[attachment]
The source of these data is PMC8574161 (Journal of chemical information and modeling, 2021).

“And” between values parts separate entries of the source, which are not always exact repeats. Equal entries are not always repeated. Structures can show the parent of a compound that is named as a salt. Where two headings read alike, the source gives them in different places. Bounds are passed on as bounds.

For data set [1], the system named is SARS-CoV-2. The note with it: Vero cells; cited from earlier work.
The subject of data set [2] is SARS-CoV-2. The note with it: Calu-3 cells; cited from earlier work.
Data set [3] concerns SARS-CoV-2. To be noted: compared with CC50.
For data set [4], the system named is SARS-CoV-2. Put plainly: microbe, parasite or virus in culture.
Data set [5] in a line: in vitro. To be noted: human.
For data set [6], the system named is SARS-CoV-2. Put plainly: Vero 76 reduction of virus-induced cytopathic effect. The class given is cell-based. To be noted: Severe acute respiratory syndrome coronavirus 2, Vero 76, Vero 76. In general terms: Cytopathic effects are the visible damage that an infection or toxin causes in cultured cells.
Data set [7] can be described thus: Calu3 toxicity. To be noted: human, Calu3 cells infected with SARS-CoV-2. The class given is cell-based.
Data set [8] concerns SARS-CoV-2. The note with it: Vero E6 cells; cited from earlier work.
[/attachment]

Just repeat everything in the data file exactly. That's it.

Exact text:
The source of these data is PMC8574161 (Journal of chemical information and modeling, 2021).

“And” between values parts separate entries of the source, which are not always exact repeats. Equal entries are not always repeated. Structures can show the parent of a compound that is named as a salt. Where two headings read alike, the source gives them in different places. Bounds are passed on as bounds.

For data set [1], the system named is SARS-CoV-2. The note with it: Vero cells; cited from earlier work.
The subject of data set [2] is SARS-CoV-2. The note with it: Calu-3 cells; cited from earlier work.
Data set [3] concerns SARS-CoV-2. To be noted: compared with CC50.
For data set [4], the system named is SARS-CoV-2. Put plainly: microbe, parasite or virus in culture.
Data set [5] in a line: in vitro. To be noted: human.
For data set [6], the system named is SARS-CoV-2. Put plainly: Vero 76 reduction of virus-induced cytopathic effect. The class given is cell-based. To be noted: Severe acute respiratory syndrome coronavirus 2, Vero 76, Vero 76. In general terms: Cytopathic effects are the visible damage that an infection or toxin causes in cultured cells.
Data set [7] can be described thus: Calu3 toxicity. To be noted: human, Calu3 cells infected with SARS-CoV-2. The class given is cell-based.
Data set [8] concerns SARS-CoV-2. The note with it: Vero E6 cells; cited from earlier work.